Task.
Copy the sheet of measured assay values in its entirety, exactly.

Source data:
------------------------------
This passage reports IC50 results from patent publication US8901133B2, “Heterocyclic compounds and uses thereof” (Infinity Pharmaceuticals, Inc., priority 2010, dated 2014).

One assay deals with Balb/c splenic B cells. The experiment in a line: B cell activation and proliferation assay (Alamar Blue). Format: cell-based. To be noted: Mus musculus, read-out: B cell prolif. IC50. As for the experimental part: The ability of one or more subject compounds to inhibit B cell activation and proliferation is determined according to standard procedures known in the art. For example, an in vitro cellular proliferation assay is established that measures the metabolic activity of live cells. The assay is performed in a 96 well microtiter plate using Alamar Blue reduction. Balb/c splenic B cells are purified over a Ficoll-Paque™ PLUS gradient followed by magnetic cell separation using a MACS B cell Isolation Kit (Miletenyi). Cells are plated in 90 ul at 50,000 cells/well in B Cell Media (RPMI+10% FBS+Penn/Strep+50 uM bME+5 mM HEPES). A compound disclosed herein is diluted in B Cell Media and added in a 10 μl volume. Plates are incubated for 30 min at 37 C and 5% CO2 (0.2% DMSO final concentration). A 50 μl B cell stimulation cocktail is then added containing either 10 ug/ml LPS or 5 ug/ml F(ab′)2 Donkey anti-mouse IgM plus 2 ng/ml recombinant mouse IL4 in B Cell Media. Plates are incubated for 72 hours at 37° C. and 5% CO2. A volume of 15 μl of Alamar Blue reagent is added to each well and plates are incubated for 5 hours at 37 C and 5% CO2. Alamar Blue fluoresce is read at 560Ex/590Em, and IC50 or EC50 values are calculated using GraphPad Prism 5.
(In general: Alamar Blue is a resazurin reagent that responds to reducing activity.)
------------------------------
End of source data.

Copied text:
This passage reports IC50 results from patent publication US8901133B2, “Heterocyclic compounds and uses thereof” (Infinity Pharmaceuticals, Inc., priority 2010, dated 2014).

One assay deals with Balb/c splenic B cells. The experiment in a line: B cell activation and proliferation assay (Alamar Blue). Format: cell-based. To be noted: Mus musculus, read-out: B cell prolif. IC50. As for the experimental part: The ability of one or more subject compounds to inhibit B cell activation and proliferation is determined according to standard procedures known in the art. For example, an in vitro cellular proliferation assay is established that measures the metabolic activity of live cells. The assay is performed in a 96 well microtiter plate using Alamar Blue reduction. Balb/c splenic B cells are purified over a Ficoll-Paque™ PLUS gradient followed by magnetic cell separation using a MACS B cell Isolation Kit (Miletenyi). Cells are plated in 90 ul at 50,000 cells/well in B Cell Media (RPMI+10% FBS+Penn/Strep+50 uM bME+5 mM HEPES). A compound disclosed herein is diluted in B Cell Media and added in a 10 μl volume. Plates are incubated for 30 min at 37 C and 5% CO2 (0.2% DMSO final concentration). A 50 μl B cell stimulation cocktail is then added containing either 10 ug/ml LPS or 5 ug/ml F(ab′)2 Donkey anti-mouse IgM plus 2 ng/ml recombinant mouse IL4 in B Cell Media. Plates are incubated for 72 hours at 37° C. and 5% CO2. A volume of 15 μl of Alamar Blue reagent is added to each well and plates are incubated for 5 hours at 37 C and 5% CO2. Alamar Blue fluoresce is read at 560Ex/590Em, and IC50 or EC50 values are calculated using GraphPad Prism 5.
(In general: Alamar Blue is a resazurin reagent that responds to reducing activity.)